Jolanda Smit is currently participating in the IT Academy. Her goal for the future is to work as a Solution Designer and make a significant contribution to the new developments at the bank. She has spent the past five months working hard to learn all that she can – both for her own benefit and for the bank’s. Although it has not always been plain sailing, looking back Jolanda is pleased.
During the orientation week we were given a light-hearted introduction to ABN AMRO, from the Managing Board to our own department.
Jolanda Smit Solution Designer
Taking time to share
Jolanda comments, ‘During the orientation week we were given a light-hearted introduction to ABN AMRO, from the Managing Board to our own department. We were included in the plans for the IT transformation, we found out what our MBTI scores were and what they meant and we were introduced to some of the bank’s partners. The week ended with drinks and an opportunity to recap what we had learned. The organisation, speakers and managers all joined us. It was very motivating to see so many people taking time out during our orientation to share their expertise with us.’
Hanging on to your autonomy
The IT Academy is based on the following principle: 70% of your time is spent learning by working, 20% is for coaching and feedback and 10% is devoted to training sessions and courses. Jolanda explains, ‘I started with a buddy and coaching session. My manager was also on hand for that first talk with my coach. First we were asked to describe each other’s strengths. Then we discussed the areas where I needed to focus particular attention to achieve my learning outcomes. This approach resulted in an open and constructive dialogue that helped me bond with my manager and offered a solid foundation moving forward. During the second week Jan Robat gave an expert lecture about IT at ABN AMRO: where the bank currently stands, and where we’re headed. He also shared a piece of personal advice with us: hang on to your autonomy. Make sure that you stay independent and keep working on your development. Those closing words were a great tip to take with us during the rest of our time at the IT Academy.’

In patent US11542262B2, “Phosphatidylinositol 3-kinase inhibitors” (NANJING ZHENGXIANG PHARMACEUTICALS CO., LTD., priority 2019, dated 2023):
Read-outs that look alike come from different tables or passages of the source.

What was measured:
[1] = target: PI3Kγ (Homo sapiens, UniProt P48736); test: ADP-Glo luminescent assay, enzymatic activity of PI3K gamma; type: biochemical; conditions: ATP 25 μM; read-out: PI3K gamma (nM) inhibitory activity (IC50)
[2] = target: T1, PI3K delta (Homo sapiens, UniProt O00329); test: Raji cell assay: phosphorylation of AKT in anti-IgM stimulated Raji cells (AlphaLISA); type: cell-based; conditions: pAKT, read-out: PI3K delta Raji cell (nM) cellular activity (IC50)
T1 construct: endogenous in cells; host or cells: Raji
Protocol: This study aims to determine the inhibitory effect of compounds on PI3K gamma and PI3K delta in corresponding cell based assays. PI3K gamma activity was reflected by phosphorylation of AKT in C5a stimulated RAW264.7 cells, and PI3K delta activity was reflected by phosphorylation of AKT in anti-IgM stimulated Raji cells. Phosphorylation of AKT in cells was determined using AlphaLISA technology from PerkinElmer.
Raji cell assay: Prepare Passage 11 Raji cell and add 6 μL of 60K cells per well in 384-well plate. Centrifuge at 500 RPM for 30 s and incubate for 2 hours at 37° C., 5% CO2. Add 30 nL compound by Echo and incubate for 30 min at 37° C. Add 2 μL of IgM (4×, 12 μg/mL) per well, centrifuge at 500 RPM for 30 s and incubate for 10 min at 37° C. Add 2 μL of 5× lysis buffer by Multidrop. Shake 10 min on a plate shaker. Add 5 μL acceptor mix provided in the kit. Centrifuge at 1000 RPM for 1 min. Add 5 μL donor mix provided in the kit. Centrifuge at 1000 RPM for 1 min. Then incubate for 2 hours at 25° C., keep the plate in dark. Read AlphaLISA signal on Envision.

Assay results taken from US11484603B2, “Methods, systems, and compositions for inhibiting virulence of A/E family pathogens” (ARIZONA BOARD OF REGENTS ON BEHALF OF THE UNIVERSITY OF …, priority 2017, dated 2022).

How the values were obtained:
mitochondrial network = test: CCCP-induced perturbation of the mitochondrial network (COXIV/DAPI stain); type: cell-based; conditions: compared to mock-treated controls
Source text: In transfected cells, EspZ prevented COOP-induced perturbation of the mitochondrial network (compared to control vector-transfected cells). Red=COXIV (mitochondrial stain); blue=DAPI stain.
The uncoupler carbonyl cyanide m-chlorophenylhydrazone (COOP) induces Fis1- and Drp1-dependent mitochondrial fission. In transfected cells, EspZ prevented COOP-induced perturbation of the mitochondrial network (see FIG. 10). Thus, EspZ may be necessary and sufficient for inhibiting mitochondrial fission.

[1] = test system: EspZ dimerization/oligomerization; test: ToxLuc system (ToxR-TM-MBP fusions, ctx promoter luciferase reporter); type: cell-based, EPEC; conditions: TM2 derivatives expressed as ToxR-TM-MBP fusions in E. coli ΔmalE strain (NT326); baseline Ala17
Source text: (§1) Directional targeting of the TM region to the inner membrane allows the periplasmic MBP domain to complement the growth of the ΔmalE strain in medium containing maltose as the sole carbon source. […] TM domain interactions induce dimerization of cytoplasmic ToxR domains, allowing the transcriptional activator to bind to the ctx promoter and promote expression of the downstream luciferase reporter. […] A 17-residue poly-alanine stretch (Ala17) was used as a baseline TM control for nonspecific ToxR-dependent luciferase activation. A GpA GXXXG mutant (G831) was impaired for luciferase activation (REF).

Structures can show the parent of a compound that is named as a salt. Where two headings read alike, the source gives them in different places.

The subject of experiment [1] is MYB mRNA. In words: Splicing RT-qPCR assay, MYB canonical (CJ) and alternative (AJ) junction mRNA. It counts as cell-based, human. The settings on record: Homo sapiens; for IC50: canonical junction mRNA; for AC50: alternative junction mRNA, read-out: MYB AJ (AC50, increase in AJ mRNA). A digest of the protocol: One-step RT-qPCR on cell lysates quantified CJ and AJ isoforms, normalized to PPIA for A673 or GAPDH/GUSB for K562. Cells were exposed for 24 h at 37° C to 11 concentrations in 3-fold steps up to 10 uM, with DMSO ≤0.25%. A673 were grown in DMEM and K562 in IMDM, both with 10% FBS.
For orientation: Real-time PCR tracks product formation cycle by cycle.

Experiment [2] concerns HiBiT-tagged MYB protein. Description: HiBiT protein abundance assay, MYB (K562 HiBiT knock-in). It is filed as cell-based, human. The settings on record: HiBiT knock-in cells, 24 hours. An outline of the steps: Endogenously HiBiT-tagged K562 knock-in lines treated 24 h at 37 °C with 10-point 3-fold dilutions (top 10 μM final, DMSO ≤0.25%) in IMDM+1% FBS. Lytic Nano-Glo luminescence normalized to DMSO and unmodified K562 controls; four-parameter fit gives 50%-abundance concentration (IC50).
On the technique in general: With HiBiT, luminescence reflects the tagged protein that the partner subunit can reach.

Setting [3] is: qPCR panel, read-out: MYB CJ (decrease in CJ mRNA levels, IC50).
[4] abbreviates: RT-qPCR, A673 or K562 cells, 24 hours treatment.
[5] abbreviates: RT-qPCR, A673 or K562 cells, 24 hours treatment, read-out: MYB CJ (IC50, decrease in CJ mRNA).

Preparing for the new IT landscape
One element of the IT Academy is the Solution Designers Essentials Training. This involves interviewing the members of the SD Board – representatives from a variety of domains – about their experiences as Solution Designers. ‘We experienced a day in the life of a SD expert, and we discussed the various shapes that this job takes,’ Jolanda recalls. ‘The learning process can be based on any of five different profiles: Mainframe, Front-End, Java, Business Intelligence and Service Oriented Architecture (SOA). We also discussed the differences between Business Analysts and Solution Designers. A Business Analyst looks at a problem from a functional perspective, whereas the Solution Designer translates that functional description into a solution. Over the next few months, the SD Board will help us to learn more about how as Solution Designers we can prepare for the new IT landscape – and of course what methods, techniques and tools we’ll use.’
Travel plans: India
She still has a long way to go before she has completed the IT Academy. Nevertheless, Jolanda and her group are already busy planning a trip to India for when they finish. Jolanda explains, ‘That’s where the Indian members of our team are based. It will be great to finally meet them. We’ll spend some time working on our projects while we’re in India, to experience what it’s like for our offshore colleagues. In the meantime we’re having fun talking about our visit, so that’s very encouraging!’
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